The way Americans view leisure travel and vacations is constantly changing and the people and services related to what is a huge business must change with it.
This was the consensus opinion of the 2,600 delegates of the National Tour Association who met recently in Los Angeles for its annual convention.
The delegates represent packaged travel which was a $76 billion dollar business last year just for Americans traveling within the U.S. Worldwide it was a $166 billion dollar in 2001.
Even before 9/11 the way people traveled for enjoyment was changing and the events that day are only one aspect of what is happening to travel and the people and suppliers who service it.
In the 21th century people "do not want to travel just to look at mountains, they want to climb them." The delegates were told that "we are moving into an era where 'hands on" activities will be the focus of any travel destination.
With these facts self evident in both domestic and international travel Tour Operators, Visitor Bureaus, and all the suppliers of the vast travel industry are busily reinventing the way they do business.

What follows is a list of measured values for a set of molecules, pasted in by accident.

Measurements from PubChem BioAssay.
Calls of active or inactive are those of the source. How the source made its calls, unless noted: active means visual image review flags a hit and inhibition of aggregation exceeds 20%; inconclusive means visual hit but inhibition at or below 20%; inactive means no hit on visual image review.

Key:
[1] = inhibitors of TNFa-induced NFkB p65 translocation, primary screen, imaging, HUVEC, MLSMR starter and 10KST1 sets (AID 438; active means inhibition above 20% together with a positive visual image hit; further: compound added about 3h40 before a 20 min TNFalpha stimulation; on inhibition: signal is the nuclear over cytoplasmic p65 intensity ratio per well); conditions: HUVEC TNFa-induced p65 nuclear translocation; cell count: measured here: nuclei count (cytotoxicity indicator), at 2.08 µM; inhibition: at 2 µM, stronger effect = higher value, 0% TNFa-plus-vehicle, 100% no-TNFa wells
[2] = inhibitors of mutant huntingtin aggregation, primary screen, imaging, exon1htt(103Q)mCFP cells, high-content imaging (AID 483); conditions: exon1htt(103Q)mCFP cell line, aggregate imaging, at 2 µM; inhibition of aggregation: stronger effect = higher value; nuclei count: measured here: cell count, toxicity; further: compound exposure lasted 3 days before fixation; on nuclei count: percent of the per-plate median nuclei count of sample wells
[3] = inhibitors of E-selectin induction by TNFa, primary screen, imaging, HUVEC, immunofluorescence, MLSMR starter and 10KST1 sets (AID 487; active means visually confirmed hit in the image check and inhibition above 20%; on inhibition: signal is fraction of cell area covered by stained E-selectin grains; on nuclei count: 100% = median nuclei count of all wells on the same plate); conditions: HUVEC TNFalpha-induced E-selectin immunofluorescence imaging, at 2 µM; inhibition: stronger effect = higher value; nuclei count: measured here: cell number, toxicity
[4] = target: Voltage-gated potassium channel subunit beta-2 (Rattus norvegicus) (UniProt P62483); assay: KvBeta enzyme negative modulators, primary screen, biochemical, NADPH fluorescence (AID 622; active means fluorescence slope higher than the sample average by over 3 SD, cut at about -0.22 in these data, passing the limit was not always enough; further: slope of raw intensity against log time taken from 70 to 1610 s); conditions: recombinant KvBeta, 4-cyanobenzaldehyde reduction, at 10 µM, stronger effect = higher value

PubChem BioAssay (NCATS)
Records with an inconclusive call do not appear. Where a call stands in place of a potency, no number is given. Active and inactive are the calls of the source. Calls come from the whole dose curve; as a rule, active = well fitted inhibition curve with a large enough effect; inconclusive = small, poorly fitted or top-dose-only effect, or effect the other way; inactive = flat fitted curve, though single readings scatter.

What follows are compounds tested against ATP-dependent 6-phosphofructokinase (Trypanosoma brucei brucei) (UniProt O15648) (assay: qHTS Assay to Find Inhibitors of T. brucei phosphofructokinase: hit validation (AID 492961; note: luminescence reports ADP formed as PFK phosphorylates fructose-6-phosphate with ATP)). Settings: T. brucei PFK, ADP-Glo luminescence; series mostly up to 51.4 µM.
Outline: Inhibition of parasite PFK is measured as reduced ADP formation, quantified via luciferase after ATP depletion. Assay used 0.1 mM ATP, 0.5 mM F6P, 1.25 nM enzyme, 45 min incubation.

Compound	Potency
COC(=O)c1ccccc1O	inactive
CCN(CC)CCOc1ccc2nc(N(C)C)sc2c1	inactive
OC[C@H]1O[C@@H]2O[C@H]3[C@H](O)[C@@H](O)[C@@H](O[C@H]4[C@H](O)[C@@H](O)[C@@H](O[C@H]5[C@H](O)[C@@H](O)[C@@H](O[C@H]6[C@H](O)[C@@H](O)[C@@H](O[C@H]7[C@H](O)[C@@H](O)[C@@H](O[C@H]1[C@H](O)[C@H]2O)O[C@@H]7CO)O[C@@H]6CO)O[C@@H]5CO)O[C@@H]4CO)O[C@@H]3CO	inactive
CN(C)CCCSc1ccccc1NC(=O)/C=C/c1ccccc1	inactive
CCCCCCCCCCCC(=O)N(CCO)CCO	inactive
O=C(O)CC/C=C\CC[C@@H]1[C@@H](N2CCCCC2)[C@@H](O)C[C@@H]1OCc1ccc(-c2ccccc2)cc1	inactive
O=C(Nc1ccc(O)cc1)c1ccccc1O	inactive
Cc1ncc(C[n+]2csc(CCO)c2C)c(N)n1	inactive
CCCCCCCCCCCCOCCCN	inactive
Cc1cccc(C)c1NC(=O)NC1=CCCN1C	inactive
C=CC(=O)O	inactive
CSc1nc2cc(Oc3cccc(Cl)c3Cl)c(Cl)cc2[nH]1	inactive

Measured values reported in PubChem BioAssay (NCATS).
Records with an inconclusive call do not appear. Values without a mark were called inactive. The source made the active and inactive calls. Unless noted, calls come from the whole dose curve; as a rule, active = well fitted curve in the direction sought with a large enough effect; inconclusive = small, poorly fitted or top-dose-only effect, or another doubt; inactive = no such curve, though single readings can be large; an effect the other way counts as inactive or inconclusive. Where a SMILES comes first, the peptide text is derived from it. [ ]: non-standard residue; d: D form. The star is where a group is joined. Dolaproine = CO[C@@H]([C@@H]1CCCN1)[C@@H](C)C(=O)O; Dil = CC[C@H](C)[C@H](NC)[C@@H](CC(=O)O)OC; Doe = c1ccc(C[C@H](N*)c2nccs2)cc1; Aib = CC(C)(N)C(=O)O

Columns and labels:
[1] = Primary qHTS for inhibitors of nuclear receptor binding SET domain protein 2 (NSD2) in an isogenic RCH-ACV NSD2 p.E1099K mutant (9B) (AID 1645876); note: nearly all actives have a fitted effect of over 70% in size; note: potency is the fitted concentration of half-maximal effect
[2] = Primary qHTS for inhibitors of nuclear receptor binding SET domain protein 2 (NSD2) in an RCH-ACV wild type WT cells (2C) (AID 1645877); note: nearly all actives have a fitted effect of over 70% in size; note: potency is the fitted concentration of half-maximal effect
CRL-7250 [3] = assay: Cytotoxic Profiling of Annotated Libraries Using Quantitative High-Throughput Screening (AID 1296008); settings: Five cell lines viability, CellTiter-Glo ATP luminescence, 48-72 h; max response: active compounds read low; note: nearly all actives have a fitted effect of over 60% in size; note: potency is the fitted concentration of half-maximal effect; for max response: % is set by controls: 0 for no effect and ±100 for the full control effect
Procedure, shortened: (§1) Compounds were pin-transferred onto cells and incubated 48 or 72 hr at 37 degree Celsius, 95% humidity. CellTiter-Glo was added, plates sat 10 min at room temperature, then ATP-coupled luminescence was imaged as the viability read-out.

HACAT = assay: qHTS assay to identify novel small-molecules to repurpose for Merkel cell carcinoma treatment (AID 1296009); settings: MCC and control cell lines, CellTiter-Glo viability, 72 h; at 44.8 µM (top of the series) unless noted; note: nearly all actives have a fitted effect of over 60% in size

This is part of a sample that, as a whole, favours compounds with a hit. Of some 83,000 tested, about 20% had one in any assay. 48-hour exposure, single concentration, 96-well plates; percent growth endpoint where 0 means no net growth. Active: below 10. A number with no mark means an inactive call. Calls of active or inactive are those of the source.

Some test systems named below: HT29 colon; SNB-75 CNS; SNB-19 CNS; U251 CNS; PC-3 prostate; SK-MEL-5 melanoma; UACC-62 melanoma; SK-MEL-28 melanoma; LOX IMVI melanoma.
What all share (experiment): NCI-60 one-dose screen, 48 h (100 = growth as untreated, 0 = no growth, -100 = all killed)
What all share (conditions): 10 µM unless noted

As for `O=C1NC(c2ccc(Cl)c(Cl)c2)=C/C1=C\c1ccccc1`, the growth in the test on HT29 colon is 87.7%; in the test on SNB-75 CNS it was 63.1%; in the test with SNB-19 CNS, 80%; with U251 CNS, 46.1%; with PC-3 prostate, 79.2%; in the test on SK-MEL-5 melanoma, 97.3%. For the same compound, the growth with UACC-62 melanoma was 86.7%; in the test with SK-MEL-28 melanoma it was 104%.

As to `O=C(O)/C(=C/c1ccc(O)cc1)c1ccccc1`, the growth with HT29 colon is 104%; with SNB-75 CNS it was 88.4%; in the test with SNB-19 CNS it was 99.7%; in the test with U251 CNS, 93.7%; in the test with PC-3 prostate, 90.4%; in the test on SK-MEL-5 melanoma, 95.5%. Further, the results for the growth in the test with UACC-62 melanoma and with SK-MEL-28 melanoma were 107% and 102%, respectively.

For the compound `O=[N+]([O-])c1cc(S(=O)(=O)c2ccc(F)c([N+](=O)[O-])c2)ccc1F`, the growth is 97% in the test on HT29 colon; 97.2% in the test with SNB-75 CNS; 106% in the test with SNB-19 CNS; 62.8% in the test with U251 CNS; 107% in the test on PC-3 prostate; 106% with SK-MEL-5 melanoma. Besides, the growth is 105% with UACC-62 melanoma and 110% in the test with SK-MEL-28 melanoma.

The Tour Operators agreed that all the factors that have made group travel attractive for millions of tourists are still present--conviviality, safety, and carefree advance planning are still present. But now these same clients are demanding activities to fit their individual wants as well whether it be golf, a cooking school or a visit to a local museum.
Changes from September 11th are also apparent. Americans are taking shorter trips to regional destinations and prefer to travel by automobile or motorcoach rather than air. And Visitor Bureaus are becoming more creative in emphasizing the many varied activities their particular locality has to offer. And more and more are directing their advertising and promotional efforts on a specific region and relatively close population centers. Personal service and special interest by a group are still the strong points for packaged travel.
Carol Martinez, speaking for the Los Angeles Convention and Visitors Bureau, told of new emphasis on marketing cultural attractions, the huge diversity the City offers in some neighborhoods and trips for families that include milti generations.
California was third among the leading state destinations for packaged travelers. Florida first, followed by Nevada, California and New York. The leading cities were Las Vegas, Orlando and Los Angeles, followed by Atlantic City and New York City.
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